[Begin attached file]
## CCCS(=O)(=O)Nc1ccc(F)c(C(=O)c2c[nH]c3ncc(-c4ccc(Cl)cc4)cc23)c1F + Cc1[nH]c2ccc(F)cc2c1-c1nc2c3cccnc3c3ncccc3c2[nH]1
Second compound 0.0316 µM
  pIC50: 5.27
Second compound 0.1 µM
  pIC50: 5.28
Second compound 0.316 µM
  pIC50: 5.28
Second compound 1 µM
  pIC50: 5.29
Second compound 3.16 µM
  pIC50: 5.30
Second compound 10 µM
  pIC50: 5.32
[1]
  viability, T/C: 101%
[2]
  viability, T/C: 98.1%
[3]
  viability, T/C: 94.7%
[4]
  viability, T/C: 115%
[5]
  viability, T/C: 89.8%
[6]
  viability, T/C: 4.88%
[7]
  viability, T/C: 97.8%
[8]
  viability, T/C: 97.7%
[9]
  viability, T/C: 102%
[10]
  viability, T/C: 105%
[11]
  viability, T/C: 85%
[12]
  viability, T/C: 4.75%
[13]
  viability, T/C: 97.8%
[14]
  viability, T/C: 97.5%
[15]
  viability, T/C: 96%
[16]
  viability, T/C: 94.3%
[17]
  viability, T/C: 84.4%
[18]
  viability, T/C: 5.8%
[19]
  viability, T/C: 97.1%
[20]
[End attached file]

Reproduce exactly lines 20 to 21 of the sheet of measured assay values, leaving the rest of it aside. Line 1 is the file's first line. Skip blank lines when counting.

[4]
  viability, T/C: 115%